Once I had the new 12V supply line set, I re-tested. All good. I took the opportunity to tuck away some other errant wires up front. That's it for today. Version one is ready for some test drives and a festival or camping trip before we make any modifications or harden wiring to the rear. Thanks, as always, for following along-

Tuesday, August 6, 2019

Making Hapy Sounds (Part 2)

Continuing on my post about putting some music into Hapy, today I will go through some if the fun of installing what I'm calling "version 1" of the fuller sound system into the microbus. At this point, I have a pile of components, a spool of speaker wire and a dream.

Front Speakers Physical Mounting
I really wanted to spare my door panels, but I could not figure out where the kick panels were supposed to go. So, I couldn't figure out how much space I had and where. I haven't had kick panels for years, and pictures on the interweb of them installed really didn't show how much backspace there was. Resigned, I went down the tried-and-true path of a door card installation. My cards were made of a thick MDF material rather than the waffle board that most cards are made of. I don't know if that's better or worse, it's just different. I believe the process would be the same regardless.

Since I am installing 5-1/4" speakers, the hole will be smaller than that. A quick look at the manufacturer's spec's tell me that I need a 4-1/2" diameter hole. We take a few measurements and determine that placing the center-point of the hole between 9 and 9-1/2 inches from the bottom of the door and 6 to 6-1/2 inches from the front. That would place the speaker entirely within the upside down trapezoid below the bottom of the window in the door. I picked 9-by-6 since that was easy to remember, and with a carpenters square marked the spot on the driver-side card. Then, I nabbed a compass from the kids school supplies, measured out a radius of 2-1/4" (radius = diameter/2) and marked the cut line on the card. Had I been less daring, I could have cut a piece of cardboard to match the shape of the lower door card and performed test-cuts on that until I had the location where I liked it. If you are using nice cards, I would encourage that.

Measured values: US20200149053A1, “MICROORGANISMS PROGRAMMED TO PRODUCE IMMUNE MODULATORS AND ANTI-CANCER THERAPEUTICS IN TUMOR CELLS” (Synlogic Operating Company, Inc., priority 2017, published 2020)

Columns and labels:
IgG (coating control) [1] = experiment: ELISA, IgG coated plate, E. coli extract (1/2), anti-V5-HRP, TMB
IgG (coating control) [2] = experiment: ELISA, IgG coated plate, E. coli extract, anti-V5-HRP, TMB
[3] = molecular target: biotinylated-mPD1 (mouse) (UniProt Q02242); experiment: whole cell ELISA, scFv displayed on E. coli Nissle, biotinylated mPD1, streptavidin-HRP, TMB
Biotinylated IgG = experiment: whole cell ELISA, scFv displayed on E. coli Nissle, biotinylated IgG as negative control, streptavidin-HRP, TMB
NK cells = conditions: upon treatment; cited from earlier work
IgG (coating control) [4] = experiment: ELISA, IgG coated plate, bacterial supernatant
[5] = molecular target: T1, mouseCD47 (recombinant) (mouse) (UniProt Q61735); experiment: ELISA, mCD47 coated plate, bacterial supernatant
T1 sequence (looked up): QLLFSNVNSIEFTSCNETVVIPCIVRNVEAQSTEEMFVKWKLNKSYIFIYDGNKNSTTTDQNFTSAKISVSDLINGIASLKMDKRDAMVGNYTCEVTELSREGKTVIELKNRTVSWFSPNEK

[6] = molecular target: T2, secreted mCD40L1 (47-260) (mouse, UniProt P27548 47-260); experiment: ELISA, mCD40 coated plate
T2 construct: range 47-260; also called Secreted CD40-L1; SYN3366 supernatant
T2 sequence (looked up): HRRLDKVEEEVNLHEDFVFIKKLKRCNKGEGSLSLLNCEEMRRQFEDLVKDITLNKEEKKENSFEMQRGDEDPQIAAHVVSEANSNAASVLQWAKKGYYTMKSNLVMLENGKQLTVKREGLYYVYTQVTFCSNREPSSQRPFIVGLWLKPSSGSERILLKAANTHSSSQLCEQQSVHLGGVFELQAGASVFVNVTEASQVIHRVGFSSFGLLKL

I took the card, then, out of the bus, and tried to visualize how the hole would align with the trapezoid. It seemed right, so I set the card down, drilled a hole near the line and finished the hole cut-out with a hand drywall saw (it is straight and cuts as you push away rather than as you pull towards). Once cut, I cleaned the edge with a file. I have this knack of undercutting, leaving myself lots of edge cleaning, and this was another one of those. So, I had to file just to get the hole up to the line, and then clean it up. Once I was able to set the speaker in the hole, I test-fit the card. The hole was inside the trapezoid, but is was fairly front-ward as you can see in the picture to the right. I don't think it really matters so long as the hole is wholly inside the upside down trapezoid. I removed the card, set the speaker in and test fit again. Nothing speaker-related was touching anything other than the card. We had a winner. I transferred the hole placement onto the passenger door card, drilled, cut and shaped it until a speaker would fit and test fit the passenger side the same way.